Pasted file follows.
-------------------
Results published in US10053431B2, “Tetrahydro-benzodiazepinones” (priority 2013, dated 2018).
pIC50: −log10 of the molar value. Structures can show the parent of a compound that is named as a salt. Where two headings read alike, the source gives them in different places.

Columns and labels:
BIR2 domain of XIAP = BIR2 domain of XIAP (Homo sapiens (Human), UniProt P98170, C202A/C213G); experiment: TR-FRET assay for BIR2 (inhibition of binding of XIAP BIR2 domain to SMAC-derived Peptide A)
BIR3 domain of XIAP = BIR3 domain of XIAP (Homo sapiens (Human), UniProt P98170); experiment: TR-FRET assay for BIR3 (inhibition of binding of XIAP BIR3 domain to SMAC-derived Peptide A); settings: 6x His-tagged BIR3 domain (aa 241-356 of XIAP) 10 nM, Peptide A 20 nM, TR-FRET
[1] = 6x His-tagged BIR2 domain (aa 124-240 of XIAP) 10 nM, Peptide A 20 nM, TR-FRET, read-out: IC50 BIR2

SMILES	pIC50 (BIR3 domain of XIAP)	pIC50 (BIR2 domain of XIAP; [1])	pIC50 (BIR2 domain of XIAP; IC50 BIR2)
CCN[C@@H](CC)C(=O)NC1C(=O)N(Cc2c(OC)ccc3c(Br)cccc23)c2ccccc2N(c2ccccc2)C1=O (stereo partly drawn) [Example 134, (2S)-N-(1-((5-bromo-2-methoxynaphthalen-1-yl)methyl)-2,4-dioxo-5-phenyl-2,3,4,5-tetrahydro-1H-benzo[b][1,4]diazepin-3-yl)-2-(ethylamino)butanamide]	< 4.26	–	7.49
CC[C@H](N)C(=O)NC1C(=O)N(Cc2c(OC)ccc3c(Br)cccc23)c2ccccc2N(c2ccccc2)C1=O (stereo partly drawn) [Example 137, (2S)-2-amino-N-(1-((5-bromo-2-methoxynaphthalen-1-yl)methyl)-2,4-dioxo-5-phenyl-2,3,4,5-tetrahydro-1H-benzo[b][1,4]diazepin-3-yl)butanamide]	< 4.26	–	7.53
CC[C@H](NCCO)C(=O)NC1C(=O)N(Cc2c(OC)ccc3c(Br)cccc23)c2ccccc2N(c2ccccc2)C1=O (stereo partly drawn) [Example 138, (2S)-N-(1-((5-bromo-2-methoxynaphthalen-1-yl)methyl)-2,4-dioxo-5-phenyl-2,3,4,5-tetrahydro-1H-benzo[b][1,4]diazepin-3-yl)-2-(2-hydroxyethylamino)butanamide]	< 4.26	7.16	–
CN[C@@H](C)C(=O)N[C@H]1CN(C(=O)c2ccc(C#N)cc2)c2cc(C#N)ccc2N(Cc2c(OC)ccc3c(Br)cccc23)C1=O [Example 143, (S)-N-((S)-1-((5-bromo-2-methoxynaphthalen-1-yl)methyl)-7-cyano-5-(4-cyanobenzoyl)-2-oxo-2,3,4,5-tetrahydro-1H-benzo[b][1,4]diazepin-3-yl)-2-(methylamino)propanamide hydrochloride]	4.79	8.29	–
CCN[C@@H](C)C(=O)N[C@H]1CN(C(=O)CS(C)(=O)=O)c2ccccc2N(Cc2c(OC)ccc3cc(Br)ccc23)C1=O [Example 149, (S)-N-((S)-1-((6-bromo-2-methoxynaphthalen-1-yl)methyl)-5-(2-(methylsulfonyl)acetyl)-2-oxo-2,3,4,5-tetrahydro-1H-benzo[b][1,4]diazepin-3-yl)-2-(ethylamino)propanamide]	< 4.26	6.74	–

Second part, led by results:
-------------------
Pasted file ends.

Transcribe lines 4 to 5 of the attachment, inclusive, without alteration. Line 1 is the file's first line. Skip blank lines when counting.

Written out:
BIR2 domain of XIAP = BIR2 domain of XIAP (Homo sapiens (Human), UniProt P98170, C202A/C213G); experiment: TR-FRET assay for BIR2 (inhibition of binding of XIAP BIR2 domain to SMAC-derived Peptide A)
BIR3 domain of XIAP = BIR3 domain of XIAP (Homo sapiens (Human), UniProt P98170); experiment: TR-FRET assay for BIR3 (inhibition of binding of XIAP BIR3 domain to SMAC-derived Peptide A); settings: 6x His-tagged BIR3 domain (aa 241-356 of XIAP) 10 nM, Peptide A 20 nM, TR-FRET